Your dog’s dietary requirements will change several times over the course of its life. As your pet grows from a puppy, to an adult dog, and finally to a senior dog, its protein and carbohydrate requirements will evolve. Sometimes the reason for changing food may simply be that you want your dog to benefit from eating a superior product.
Making the switch
When introducing a new food to your pet, for whatever reason, it is very important to make the change gradually. Dogs have sensitive stomachs. By easing your pet on to their new diet you will firstly minimise a negative reaction because of a change in flavour. More importantly, you will avoid upsetting your pet’s digestive system with symptoms, such as tummy upsets, runny stools and regurgitation. Switching gradually is called transitioning.
Transitioning your pet on to a new food is easy. Begin by introducing the new diet as a very low proportion of their old diet. Mix 25% of the new food with your dog’s old food and gradually increase the percentage of new food over the next seven days. Initially, the amount you feed your pet should be the same as for the old food. However, you may find that if you are moving to a superior product, the feed portions may reduce.
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An aid to transition
To help with palatability and minimise the possibility of your dog not accepting the change of diet, consider adding a topping to the existing diet prior to the transition, and continue with the topping throughout the transition. Healthy Everyday Pets produce a highly nutritious bone broth in beef and in chicken flavours. This delicious liquid treat will add extra nutrients and flavour to kibble and will encourage fussy eaters.
After the transition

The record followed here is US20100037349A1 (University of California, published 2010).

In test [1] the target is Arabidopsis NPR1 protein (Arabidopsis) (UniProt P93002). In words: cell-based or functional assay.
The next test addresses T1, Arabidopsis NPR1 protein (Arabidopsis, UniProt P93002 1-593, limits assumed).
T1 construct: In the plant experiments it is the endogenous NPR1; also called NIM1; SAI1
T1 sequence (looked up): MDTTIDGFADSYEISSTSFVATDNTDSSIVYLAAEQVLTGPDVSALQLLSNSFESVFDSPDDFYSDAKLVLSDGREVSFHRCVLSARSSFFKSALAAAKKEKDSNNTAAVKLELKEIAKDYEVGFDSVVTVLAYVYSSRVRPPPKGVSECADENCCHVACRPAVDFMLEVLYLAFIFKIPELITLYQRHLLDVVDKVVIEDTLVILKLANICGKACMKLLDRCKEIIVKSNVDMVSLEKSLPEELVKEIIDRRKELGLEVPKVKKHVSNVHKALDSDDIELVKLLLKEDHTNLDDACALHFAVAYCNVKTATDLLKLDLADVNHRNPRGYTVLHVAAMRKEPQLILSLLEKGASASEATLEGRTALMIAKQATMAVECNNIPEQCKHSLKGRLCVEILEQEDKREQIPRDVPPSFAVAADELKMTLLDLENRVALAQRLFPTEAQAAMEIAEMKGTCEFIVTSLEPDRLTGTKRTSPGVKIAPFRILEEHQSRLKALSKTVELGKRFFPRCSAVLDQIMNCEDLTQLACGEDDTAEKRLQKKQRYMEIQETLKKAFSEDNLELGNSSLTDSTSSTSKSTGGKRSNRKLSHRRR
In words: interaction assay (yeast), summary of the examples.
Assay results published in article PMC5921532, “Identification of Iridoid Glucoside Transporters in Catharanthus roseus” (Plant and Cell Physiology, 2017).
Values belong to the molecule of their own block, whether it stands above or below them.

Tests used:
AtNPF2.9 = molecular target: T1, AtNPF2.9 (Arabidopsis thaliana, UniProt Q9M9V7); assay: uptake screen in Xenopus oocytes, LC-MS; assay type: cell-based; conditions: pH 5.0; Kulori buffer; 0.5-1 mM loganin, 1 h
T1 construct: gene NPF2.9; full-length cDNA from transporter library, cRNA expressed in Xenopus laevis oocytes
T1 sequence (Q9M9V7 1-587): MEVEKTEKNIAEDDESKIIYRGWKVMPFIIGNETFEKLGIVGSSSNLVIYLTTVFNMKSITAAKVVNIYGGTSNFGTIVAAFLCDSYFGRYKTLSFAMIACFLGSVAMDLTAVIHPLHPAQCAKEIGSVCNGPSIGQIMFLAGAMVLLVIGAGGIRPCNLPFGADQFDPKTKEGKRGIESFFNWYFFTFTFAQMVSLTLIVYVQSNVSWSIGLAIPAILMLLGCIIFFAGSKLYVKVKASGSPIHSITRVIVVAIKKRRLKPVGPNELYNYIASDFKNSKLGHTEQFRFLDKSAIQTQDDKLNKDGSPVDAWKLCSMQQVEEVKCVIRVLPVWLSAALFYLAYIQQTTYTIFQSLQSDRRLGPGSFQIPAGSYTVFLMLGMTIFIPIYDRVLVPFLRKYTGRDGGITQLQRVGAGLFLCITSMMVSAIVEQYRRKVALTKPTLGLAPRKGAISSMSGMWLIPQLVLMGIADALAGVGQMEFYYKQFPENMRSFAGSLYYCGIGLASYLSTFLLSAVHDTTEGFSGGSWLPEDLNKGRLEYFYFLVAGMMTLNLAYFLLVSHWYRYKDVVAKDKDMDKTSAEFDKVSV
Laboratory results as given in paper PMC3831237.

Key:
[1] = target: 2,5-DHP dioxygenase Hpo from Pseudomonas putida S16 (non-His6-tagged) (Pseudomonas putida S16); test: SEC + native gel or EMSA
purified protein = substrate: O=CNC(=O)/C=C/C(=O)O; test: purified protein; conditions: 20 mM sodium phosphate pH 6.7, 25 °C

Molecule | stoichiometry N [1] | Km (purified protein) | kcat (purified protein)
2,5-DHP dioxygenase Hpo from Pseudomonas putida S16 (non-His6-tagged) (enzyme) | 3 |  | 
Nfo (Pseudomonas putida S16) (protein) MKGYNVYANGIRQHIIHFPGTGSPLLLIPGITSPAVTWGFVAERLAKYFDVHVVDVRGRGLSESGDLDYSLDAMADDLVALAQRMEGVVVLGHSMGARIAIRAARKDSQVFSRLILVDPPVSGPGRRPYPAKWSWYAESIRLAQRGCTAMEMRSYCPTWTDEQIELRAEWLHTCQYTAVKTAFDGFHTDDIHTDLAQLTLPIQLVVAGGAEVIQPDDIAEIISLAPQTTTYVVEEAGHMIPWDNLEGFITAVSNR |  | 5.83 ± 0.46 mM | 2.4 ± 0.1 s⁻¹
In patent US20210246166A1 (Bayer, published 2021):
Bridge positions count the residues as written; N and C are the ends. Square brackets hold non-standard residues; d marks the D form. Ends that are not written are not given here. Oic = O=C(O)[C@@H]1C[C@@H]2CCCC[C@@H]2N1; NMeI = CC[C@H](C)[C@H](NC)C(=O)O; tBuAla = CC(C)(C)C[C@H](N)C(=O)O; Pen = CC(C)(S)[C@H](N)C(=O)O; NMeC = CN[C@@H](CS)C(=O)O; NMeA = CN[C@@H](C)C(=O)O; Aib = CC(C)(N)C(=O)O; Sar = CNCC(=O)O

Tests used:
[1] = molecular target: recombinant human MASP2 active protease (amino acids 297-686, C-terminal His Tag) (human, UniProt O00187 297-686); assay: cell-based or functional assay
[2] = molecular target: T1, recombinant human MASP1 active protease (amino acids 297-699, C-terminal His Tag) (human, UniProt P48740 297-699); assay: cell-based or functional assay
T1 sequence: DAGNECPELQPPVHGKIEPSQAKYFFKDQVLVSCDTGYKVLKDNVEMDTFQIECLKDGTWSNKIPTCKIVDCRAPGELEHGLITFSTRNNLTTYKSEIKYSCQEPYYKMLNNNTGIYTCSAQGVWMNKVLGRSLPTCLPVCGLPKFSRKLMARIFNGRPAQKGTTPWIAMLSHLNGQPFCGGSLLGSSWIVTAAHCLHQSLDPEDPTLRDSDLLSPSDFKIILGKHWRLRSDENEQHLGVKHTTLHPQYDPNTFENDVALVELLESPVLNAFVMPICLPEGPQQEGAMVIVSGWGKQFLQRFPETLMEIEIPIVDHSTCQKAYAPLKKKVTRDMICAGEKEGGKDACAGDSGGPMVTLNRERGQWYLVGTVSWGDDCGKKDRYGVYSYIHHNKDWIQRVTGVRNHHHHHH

Even though the change to the new diet should take only take a week, you may discover that your dog’s digestive system takes a little longer to adjust to the new food. If this happens, just reduce the percentage of new food in their diet for a few days and then step it up once more.
After your pet has been transitioned completely on to the new diet, it is important to assess your pet’s overall condition. A new healthy diet should result in a healthy body weight, improved skin and coat, and good stool quality. If the move to a new food was at your veterinarian’s recommendation, then it would be appropriate to make a follow-up appointment after two months.
Dogs that have lived in a pet rescue centre or shelter are unlikely to have been fed premium food. Adapting to a new home will be stressful for your new pet and changing food is likely to add to this. Before picking up your new dog, try to find out what brand and type of food it was being fed. If the shelter is unable to let you have a week’s supply, it would be worthwhile buying a small quantity to enable you to switch to a premium food without causing any distress.
Transitioning your pet on to a different food is easy if you follow the simple steps outlined above. Transition gradually to avoid any negative reaction.